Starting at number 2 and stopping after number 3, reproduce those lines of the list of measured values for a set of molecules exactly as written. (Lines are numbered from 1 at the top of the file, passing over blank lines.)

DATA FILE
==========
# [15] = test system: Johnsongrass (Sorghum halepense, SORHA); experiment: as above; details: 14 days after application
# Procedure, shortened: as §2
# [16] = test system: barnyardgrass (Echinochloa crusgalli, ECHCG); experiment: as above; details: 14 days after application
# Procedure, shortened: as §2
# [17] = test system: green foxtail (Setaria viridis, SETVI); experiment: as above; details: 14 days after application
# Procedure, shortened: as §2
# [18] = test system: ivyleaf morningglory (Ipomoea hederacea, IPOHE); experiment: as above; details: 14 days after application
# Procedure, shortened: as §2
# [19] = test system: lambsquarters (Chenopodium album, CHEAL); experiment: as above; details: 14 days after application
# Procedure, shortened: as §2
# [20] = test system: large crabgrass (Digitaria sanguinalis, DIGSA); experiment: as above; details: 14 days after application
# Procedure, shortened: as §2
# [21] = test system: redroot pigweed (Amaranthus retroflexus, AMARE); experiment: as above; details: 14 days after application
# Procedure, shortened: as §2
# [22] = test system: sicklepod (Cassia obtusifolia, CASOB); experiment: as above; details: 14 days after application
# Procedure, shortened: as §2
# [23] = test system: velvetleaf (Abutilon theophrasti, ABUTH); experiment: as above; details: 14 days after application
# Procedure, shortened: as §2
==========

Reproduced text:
# Procedure, shortened: as §2
# [16] = test system: barnyardgrass (Echinochloa crusgalli, ECHCG); experiment: as above; details: 14 days after application